WHILE he may only have lived here for five years, President Michael D Higgins said it was a matter of great pride for him to accept the Freedom of Limerick.
At a ceremony at the Milk Market on Monday, President Higgins became the first recipient of the reconstituted honour.
From Isaac Butt in 1877 to Paul O’Connell in 2012, those conferred were freemen of the city, Limerick County Council having made do with civic receptions. And the new title of Freeman of Limerick reflects the new political reality of a city and county united.
President Higgins begged the indulgence of an audience of almost 1,000 in departing from his prepared remarks, explaining “this is a freedom I have been conferring on myself for some time”.
And the poet-president spoke freely for half an hour in what was largely an encomium to his native city, county and its people.
Limerick was where he had been born and – in later years at Glenstal Abbey – the place where he had come to write and reflect.
“Of course it is a very special day for me as President of Ireland and for me as a Limerick man,” he said.
When President Higgins and his brother John had moved from Limerick to their uncle and aunt’s in Newmarket-on-Fergus in 1946, their parents and sisters stayed in the city.
Fine Gael’s Cllr John Sheahan had remarked that while one could have a home in many places - and President Higgins’ was most definitely Galway - one could “only be born in one place”.
“You are quite right,” said President Higgins in response.
“There is no doubt, níl aon amhras faoi; I was born in this beautiful city, the Treaty City and, yes, I was baptised in St Munchin’s Church.”
His father John, a native of Newmarket, had apprenticed in the bar and grocery trade in Ennis, then in Brian Greene’s in Limerick and then in Charleville. A member of both the north Cork and then the east Clare brigades of the IRA, he had been interned in the Curragh for a year
“And in the 1920s indeed, as he wrote himself, there weren’t many people hiring people who had been interned,” said the President.
John Higgins ended up in Limerick back in the pub business.
“At first, he rented a premises in Little Catherine Street and later bought a pub at old number 3 Upper William Street, which I noticed as I passed it today had changed its name. It used to be The Arch and I now think it’s O’Briens.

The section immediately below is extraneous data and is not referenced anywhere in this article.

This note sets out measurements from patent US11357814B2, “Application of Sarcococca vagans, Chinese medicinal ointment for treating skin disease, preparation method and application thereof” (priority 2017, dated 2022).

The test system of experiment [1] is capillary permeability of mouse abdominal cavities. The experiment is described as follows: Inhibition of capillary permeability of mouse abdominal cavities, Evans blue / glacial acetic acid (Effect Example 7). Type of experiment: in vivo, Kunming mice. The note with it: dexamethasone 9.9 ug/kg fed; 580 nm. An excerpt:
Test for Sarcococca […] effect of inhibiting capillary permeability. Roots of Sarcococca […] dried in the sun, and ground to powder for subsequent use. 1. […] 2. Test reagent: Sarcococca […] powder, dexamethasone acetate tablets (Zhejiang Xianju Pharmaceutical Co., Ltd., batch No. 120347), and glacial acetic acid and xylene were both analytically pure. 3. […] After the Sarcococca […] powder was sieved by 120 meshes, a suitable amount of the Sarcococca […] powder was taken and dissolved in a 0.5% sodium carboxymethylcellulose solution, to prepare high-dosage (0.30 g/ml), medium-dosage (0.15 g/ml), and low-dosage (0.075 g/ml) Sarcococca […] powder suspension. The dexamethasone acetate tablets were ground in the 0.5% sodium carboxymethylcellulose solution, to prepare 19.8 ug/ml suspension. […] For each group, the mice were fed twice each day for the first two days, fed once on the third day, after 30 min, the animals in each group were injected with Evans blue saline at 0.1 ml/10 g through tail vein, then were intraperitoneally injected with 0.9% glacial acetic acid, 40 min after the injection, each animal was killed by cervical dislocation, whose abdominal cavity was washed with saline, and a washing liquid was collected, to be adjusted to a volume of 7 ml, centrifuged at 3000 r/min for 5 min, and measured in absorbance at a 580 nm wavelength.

“That pub at that time had a snug on each side of the front door, a snug on each side of the side door as you went down the lane and a snug at each side of the back down which went out on to High Street. And we lived for a while overhead.
“In the succeeding years, due to illness and the economic circumstances of the time, he, my mother and my sisters faced difficult times as he faced unemployment and my parents and my two sisters moved constantly between a number of rented flats in the city: the journey that began where we were all born in 27 Belfield Park, and went on through Upper Gerald Griffin Street, back to old No 7 Upper William Street, a retail miscalculation as people were on ration books, then on to 3 Landsdowne Gardens, otherwise known as the Burma Road, Laurel Villas, upstairs in 10 Coolraine Terrace, and finally, 24 Elm Place, Rathbane.”
While the brothers had been despatched to Clare, they would frequently visit, “including at times of great excitement such as the great fire in Todd’s (1959) which changed the city”.
“I remember the Limerick of that time where you had an enormous choice of cinemas – the elegance of the Savoy. And then, coming down William Street, there was the exotic hardware institutions like Boyds, which had its own employment policy, and on the other side of the road, the smell of the open bags of meal of Mrs Harris’ shop, who was more famous than her son Richard. And then as you made your way down towards Sarsfield Bridge, you had Spaights. There was a kind of elegance to it all and what held it all together was the smell of bacon from Shaws.”
In paying tribute to Limerick’s as “Ireland’s sporting capital” - he recalled an early trip to see Limerick in the Market’s Field.
“I went with my friend Donie McMahon, now no longer with us, on a red Honda to see my first game of soccer. It was during the era of the vigilance committee, where those in the Gaelic Athletic Association secretly interested in soccer would have themselves appointed to the vigilance committee so that they could go to the Market’s Field and indulge their deviance,” he recalled.
His family had known some hard times in Limerick as so many in the city did to this day.
But he had been greatly impressed by the “character and the solidarity and care for each other among the people of this city that is well reflected, for example, in the recent response to the flooding”.
This he had seen first-hand in visiting King’s Island and St Munchin’s community centre in the aftermath of that disaster earlier this year.
And during Limerick’s term as City of Culture - of which President Higgins is sole patron - he paid warm tribute to the city’s many writers, musicians and artists.
Sean Keating’s portrait of Noel Browne, he said, hangs in his study and he was presented with another Limerick work of art - a print by Jack Donovan - to accompany it.
“I have been impressed and delighted by the wonderful success of this year of culture, including of course the recently triumphant arrival of Royal Deluxe and their Giant Saga. As Ireland’s first national City of Culture, you have led the way and set a very high standard for other cities to follow,” said President Higgins.